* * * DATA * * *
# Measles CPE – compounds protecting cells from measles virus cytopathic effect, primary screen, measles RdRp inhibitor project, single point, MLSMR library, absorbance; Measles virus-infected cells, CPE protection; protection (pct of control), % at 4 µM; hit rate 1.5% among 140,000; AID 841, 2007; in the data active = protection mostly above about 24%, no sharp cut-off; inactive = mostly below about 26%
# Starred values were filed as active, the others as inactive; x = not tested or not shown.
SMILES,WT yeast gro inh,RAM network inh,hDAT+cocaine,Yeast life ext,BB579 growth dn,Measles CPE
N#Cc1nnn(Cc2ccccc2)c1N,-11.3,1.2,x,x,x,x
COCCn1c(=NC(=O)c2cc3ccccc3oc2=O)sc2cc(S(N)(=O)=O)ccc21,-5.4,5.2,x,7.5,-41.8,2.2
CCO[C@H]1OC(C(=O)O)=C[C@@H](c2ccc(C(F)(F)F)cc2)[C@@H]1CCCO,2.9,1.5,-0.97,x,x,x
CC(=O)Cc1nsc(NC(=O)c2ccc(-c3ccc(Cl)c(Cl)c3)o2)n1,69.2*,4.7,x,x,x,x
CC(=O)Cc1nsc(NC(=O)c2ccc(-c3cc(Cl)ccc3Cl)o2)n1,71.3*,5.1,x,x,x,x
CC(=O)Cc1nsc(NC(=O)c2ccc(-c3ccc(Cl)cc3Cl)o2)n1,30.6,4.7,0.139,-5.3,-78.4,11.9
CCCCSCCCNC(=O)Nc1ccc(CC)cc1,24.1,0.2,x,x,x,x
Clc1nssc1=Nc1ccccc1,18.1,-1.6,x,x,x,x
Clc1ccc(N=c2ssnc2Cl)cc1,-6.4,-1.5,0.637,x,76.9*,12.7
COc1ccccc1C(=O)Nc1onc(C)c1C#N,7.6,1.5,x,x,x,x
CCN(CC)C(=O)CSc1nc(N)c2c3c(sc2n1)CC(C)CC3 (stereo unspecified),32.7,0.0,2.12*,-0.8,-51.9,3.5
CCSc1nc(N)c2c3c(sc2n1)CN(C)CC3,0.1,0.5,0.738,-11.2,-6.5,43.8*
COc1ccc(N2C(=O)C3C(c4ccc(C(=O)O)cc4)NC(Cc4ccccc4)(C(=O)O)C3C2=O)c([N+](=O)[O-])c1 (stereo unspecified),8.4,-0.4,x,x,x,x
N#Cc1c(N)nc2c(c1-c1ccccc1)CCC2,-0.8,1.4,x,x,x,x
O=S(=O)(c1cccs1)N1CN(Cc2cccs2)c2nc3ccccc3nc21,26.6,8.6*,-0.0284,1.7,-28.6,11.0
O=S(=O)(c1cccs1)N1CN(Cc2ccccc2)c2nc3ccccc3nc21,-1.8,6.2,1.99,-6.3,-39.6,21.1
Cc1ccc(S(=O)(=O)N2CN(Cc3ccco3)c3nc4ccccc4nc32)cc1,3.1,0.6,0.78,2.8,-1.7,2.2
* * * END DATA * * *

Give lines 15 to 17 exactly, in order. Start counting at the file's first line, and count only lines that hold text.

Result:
CCSc1nc(N)c2c3c(sc2n1)CN(C)CC3,0.1,0.5,0.738,-11.2,-6.5,43.8*
COc1ccc(N2C(=O)C3C(c4ccc(C(=O)O)cc4)NC(Cc4ccccc4)(C(=O)O)C3C2=O)c([N+](=O)[O-])c1 (stereo unspecified),8.4,-0.4,x,x,x,x
N#Cc1c(N)nc2c(c1-c1ccccc1)CCC2,-0.8,1.4,x,x,x,x